Baby in the circleTigers were caught red handed when they published the photo of a ten-year-old girl in a military uniform just next to Tamilselvan’s coffin, being carried by Tiger cadres in Vanni. The photo appeared in a pro-Tiger website that gave an account of Tamilselvan's funeral. A local English daily (The Island) reproduced it on Page One yesterday (06). The paper also mentioned that the embarrassed Tiger website later cropped the photo to hide the truth. Still many have the unedited version of the photo as evidence to prove that Tigers are continuing their hunt to run their "Baby Brigade".

21 Heroes and One Coward

By Palitha Senanayake

Twenty one LTTE cadres lost their lives during the recent pre-dawn attack on the Air Force base at Anuradhapura. Those 21 were supposed to be from the ‘Elite Black Tigers’ of the LTTE. ‘Black tigers’ are the ones prepared to be enlisted on suicide missions. In the eyes of the LTTE these young men are heroes who made the supreme sacrifice with their lives in the service of their community. It takes years for the LTTE to build a suicide cadre. A lot of brain washing first to build up an inveterate hatred towards the target the mission is aimed at, and then some reasoning to convince the suicide cadre that his mission would be beneficial to the ‘cause’. The LTTE has been saved by the initial preliminaries because the initial ‘ground work’ necessary for such a brain washing had already been done by the Tamil elite politicians of the last generation.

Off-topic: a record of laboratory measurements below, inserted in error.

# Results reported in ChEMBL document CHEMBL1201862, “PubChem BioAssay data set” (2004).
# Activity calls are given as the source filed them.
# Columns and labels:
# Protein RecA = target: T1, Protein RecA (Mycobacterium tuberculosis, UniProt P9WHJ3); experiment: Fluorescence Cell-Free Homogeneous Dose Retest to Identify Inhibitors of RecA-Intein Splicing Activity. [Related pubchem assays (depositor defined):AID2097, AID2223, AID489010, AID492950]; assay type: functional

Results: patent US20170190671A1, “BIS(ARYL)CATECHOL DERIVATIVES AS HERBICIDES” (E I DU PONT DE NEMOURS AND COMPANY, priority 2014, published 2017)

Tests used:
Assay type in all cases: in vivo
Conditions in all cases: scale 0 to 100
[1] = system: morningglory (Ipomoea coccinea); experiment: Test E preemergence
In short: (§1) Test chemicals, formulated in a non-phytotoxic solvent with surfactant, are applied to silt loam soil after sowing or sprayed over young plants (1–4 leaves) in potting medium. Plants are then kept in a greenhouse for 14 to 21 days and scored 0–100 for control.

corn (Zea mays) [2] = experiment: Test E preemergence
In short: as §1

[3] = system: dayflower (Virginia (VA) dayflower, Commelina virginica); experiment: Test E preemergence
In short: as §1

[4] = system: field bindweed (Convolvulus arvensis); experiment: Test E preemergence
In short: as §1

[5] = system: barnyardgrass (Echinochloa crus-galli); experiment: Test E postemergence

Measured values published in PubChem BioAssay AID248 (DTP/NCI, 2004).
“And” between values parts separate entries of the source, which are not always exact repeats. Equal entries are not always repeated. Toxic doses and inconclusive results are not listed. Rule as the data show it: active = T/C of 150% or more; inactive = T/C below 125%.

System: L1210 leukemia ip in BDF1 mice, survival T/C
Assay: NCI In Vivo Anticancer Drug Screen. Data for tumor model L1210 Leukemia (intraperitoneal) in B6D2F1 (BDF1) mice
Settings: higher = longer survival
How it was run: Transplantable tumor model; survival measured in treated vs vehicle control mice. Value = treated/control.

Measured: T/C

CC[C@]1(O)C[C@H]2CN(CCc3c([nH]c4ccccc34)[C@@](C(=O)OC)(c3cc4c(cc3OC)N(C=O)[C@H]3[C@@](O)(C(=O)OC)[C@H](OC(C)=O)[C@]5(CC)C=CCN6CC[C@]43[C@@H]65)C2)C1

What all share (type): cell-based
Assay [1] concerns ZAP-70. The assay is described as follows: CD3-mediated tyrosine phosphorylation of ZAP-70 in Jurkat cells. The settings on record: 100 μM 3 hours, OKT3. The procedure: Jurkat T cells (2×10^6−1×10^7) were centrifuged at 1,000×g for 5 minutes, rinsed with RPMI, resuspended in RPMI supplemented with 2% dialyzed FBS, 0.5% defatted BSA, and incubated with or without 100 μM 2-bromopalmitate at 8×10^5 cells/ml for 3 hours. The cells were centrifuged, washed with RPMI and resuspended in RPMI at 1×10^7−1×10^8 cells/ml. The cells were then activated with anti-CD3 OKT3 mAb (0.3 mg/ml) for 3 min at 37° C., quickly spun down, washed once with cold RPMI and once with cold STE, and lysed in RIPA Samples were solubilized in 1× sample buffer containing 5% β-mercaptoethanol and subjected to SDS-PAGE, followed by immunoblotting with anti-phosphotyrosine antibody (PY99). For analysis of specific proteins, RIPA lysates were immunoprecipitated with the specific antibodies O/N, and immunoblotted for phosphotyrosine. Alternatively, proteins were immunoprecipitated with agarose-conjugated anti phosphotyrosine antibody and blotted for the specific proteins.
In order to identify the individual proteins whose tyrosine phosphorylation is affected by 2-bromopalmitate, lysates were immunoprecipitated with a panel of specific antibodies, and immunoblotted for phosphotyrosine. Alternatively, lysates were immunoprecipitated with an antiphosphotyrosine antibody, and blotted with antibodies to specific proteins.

Budget 1.22

Budget 121

Budget 1.2

Budget 1.5

Budget 1.4

Budget 1.3

Budget 1.1

Budget Table

Budget 2008

Mahinda presents people oriented budget

Sri Lanka Budget for 2008 to narrow deficit by 7 percent

The Budget for the Year 2008 presented to Parliament today (7) by President Mahinda Rajapaksa as Minister of Finance and Planning. Delivering the budget for the year 2008 to parliament, he said the budget deficit would be narrowed to 7.0 percent of gross domestic product from an expected 7.2 percent in 2007. He told parliament the island's economy would grow more than 7.5 percent in 2008, up from an expected annual pace of 7.2 percent in the second half of this year and 6.3 percent in the first half. Total revenue next year is expected to be 750.74 billion rupees, up from an upwardly revised 605.31 billion rupees for 2007. Spending for 2007 was a revised 861.95 billion rupees, a budget summary showed.